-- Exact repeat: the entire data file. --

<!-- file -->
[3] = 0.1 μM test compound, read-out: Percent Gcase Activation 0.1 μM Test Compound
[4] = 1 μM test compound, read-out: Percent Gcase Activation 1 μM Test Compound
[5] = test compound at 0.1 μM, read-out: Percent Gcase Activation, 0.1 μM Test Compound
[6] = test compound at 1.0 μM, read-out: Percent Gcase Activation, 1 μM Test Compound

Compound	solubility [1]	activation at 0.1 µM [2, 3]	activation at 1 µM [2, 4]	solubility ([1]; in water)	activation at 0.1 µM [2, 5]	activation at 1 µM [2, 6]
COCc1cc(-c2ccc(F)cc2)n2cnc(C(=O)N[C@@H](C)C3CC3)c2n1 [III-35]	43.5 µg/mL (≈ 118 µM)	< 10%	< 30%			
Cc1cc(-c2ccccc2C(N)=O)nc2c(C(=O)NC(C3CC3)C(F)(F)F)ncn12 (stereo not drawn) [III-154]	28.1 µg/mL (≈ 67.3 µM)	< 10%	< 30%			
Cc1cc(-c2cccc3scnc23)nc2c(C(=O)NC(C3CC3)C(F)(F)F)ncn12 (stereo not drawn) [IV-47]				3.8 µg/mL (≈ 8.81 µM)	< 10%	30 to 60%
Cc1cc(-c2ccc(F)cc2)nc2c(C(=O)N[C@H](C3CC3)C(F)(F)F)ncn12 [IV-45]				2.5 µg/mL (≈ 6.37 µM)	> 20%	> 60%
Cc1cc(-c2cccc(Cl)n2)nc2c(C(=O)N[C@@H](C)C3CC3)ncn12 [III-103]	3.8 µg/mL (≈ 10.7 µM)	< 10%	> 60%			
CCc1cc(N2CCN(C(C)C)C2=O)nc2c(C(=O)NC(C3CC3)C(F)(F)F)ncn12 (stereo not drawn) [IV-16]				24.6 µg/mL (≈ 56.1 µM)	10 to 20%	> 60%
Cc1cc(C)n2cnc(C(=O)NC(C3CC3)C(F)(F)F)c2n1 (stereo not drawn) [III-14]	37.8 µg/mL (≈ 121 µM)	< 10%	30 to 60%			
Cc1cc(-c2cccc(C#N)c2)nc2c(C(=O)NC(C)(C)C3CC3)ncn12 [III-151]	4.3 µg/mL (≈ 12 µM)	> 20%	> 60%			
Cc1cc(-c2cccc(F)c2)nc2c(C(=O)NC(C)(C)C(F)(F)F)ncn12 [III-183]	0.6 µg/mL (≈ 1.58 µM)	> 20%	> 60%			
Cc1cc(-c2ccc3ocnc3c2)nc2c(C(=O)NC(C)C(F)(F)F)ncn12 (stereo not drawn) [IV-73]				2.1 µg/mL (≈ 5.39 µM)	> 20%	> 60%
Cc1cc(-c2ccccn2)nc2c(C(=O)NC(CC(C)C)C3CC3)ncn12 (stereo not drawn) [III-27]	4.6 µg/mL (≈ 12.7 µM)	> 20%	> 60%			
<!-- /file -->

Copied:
[3] = 0.1 μM test compound, read-out: Percent Gcase Activation 0.1 μM Test Compound
[4] = 1 μM test compound, read-out: Percent Gcase Activation 1 μM Test Compound
[5] = test compound at 0.1 μM, read-out: Percent Gcase Activation, 0.1 μM Test Compound
[6] = test compound at 1.0 μM, read-out: Percent Gcase Activation, 1 μM Test Compound

Compound	solubility [1]	activation at 0.1 µM [2, 3]	activation at 1 µM [2, 4]	solubility ([1]; in water)	activation at 0.1 µM [2, 5]	activation at 1 µM [2, 6]
COCc1cc(-c2ccc(F)cc2)n2cnc(C(=O)N[C@@H](C)C3CC3)c2n1 [III-35]	43.5 µg/mL (≈ 118 µM)	< 10%	< 30%			
Cc1cc(-c2ccccc2C(N)=O)nc2c(C(=O)NC(C3CC3)C(F)(F)F)ncn12 (stereo not drawn) [III-154]	28.1 µg/mL (≈ 67.3 µM)	< 10%	< 30%			
Cc1cc(-c2cccc3scnc23)nc2c(C(=O)NC(C3CC3)C(F)(F)F)ncn12 (stereo not drawn) [IV-47]				3.8 µg/mL (≈ 8.81 µM)	< 10%	30 to 60%
Cc1cc(-c2ccc(F)cc2)nc2c(C(=O)N[C@H](C3CC3)C(F)(F)F)ncn12 [IV-45]				2.5 µg/mL (≈ 6.37 µM)	> 20%	> 60%
Cc1cc(-c2cccc(Cl)n2)nc2c(C(=O)N[C@@H](C)C3CC3)ncn12 [III-103]	3.8 µg/mL (≈ 10.7 µM)	< 10%	> 60%			
CCc1cc(N2CCN(C(C)C)C2=O)nc2c(C(=O)NC(C3CC3)C(F)(F)F)ncn12 (stereo not drawn) [IV-16]				24.6 µg/mL (≈ 56.1 µM)	10 to 20%	> 60%
Cc1cc(C)n2cnc(C(=O)NC(C3CC3)C(F)(F)F)c2n1 (stereo not drawn) [III-14]	37.8 µg/mL (≈ 121 µM)	< 10%	30 to 60%			
Cc1cc(-c2cccc(C#N)c2)nc2c(C(=O)NC(C)(C)C3CC3)ncn12 [III-151]	4.3 µg/mL (≈ 12 µM)	> 20%	> 60%			
Cc1cc(-c2cccc(F)c2)nc2c(C(=O)NC(C)(C)C(F)(F)F)ncn12 [III-183]	0.6 µg/mL (≈ 1.58 µM)	> 20%	> 60%			
Cc1cc(-c2ccc3ocnc3c2)nc2c(C(=O)NC(C)C(F)(F)F)ncn12 (stereo not drawn) [IV-73]				2.1 µg/mL (≈ 5.39 µM)	> 20%	> 60%
Cc1cc(-c2ccccn2)nc2c(C(=O)NC(CC(C)C)C3CC3)ncn12 (stereo not drawn) [III-27]	4.6 µg/mL (≈ 12.7 µM)	> 20%	> 60%			